Glut of water even as water costs us more |

Glut of water even as water costs us more

Jeff Ackerman, Publisher
ALL | GrassValleyArchive

As another year sets in the west, I’m left with water on the brain.

Lots and lots of water.

It started raining the day the Nevada Irrigation District directors raised water rates by a 4 to 1 vote. It seems it hasn’t stopped raining since.

The only NID director to vote against the rate hike said the increase had nothing to do with the cost of delivering water. She didn’t say what it did have to do with. I assume it’s an automatic year-end reflex, designed to put some aside for a rainy day, which makes no sense at all when you’re in the water business. Rainy days are good. The more the better.

Everything goes up 5 percent at the first of every year. Everything but wages, the odds for peace and, lately, stocks.

Government always explains the hikes in baby terms, hoping we’re all too hung over to use a calculator. “It will only cost the average household the price of a can of beans a week,” they boast, forgetting that the beans went up 20 percent last week.

They said the same thing about a freeway bypass in Nevada when they talked citizens into paying a nickel more at the gas pumps to pay for it.

“Over the course of a month, it will only cost the average motorist the price of a can of tuna!” city fathers proclaimed. Six years later, the bypass still isn’t open and motorists are asking for their tuna back.

Unfortunately, government never gives tuna back.

It does bother me that they never raise rates or taxes before Election Day. I have yet to hear a candidate promise to raise taxes or water rates if elected. I suppose some have tried, but they never seem to get elected.

“Vote for me and I’ll raise your rates 5 percent!” It’s much safer to fib, since voters seem to have short memories and have been known to keep fibbers in office.

Take our governor, for example. Please. He managed to get re-elected after leading California from a $9 billion surplus to a predicted $35 billion deficit. But during his campaign stumping, I didn’t hear a word from him about raising taxes or letting inmates out of prison early if elected.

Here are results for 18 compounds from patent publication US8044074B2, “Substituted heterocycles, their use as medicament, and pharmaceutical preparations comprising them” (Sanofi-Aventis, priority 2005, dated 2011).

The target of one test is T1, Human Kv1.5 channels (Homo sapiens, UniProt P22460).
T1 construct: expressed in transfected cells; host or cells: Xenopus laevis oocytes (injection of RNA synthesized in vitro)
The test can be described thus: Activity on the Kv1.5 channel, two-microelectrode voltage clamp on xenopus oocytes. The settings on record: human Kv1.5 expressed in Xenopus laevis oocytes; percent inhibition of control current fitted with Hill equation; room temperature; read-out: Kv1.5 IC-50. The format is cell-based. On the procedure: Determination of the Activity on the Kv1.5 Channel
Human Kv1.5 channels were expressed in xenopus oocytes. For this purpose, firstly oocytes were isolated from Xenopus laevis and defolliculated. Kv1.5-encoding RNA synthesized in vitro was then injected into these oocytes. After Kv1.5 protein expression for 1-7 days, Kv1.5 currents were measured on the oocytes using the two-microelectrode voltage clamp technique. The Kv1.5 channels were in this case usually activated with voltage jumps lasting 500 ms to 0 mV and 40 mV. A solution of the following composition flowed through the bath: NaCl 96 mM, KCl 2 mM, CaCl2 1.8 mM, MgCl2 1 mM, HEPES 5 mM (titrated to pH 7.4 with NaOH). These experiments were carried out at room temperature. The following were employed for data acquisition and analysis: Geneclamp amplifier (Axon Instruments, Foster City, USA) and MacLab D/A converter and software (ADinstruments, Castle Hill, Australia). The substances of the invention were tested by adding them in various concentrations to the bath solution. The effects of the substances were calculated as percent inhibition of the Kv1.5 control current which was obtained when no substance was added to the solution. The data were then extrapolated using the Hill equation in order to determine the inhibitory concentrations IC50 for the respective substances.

He probably will try to push his luck and raise income taxes during his new term, though. That will allow his government to continue to live beyond its means.

Failing that, he’ll look to balance the budget with fee hikes and taxes on “luxury” items such as tobacco, liquor and baby formula. After four years, the deficit will be $100 billion and Californians will be too dazed to comprehend so many zeros attached to one numerical sequence.

But it will soon cost us more to register our vehicles than our vehicles are worth. And the price of cigarettes will finally exceed the price of marijuana, causing many to rethink their smoke of choice.

The water hike is designed, I suppose, to get us to use less of it. Whereas the liquor and cigarette tax increases are depending on us using more, so we can trim the $35 billion deficit to a much more manageable $33 billion.

They say our water rates won’t go up too much, provided we use less than 200 cubic feet of it per month.

I have no idea what 200 cubic feet of water looks like, but I think I had at least 800 cubic feet pouring into my garage a week ago when the culvert out front overflowed. It was raining sideways at the time. I think I saw an entire decorative reindeer flow past on its way to a premature drowning. The holiday lights trailed behind, like an electronic tail unable to grab a life preserver. It was followed closely by a plastic Santa that seemed to be flagging me down with one waving, black-gloved hand.

To compound matters, my water-heater pilot light keeps blowing out. Now that I finally have more water than I know what to do with, I can’t take a shower. The plumber, contractor and gas company guy have been fighting over my water heater for three months now.

“It’s the wind coming down through the top of the tank,” says the plumber.

“No it’s not,” says the contractor. “It’s the thermal coupler on the tank.”

“I don’t think so,” says the propane guy. “I think it’s the flume. What you need is a new restricter plate.”

I’ve gotten quite good at lighting the water heater without blowing my face off, and we’re hoping it stays that way until they find the true source of my water tank woes.

In the meantime, I’ve started my own reservoir. Maybe I can corral enough of this water before the rate hike is official.

“Where’d you get all that water?” some water official will eventually demand.

“From my garage,” I’ll respond. “It came into my garage voluntarily when it was 5 percent cheaper.”

“Before New Year’s Day?” he’ll ask.

“Yep,” I’ll stand firm. “I think it was a week before Christmas.”

“Okay,” he’ll surrender. “I’ll let it go this time, but next year keep your garage door closed.”

Jeff Ackerman is the publisher of The Union. His column appears every Tuesday.

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